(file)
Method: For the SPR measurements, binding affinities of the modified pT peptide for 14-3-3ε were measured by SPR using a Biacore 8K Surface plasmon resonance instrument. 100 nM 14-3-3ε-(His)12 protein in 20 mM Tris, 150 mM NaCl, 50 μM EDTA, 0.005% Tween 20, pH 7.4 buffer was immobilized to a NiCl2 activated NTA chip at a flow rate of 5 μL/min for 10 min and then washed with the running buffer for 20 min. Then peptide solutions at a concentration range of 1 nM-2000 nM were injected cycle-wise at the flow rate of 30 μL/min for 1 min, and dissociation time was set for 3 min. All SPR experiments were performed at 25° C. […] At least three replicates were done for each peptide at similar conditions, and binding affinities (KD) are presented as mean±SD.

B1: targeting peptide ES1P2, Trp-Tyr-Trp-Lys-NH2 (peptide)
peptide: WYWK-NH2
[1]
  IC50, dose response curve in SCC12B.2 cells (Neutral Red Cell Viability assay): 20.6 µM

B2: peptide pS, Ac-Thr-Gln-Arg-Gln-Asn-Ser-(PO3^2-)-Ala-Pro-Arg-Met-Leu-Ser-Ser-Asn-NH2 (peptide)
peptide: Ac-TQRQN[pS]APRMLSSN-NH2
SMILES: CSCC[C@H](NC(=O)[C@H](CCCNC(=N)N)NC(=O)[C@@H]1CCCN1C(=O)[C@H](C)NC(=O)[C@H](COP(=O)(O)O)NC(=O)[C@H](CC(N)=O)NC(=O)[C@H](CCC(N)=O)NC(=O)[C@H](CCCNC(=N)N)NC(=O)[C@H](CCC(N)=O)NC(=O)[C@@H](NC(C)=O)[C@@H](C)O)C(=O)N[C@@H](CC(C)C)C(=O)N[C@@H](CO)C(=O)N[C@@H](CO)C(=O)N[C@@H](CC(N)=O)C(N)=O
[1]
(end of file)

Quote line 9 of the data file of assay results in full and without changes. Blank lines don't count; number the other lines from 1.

[1]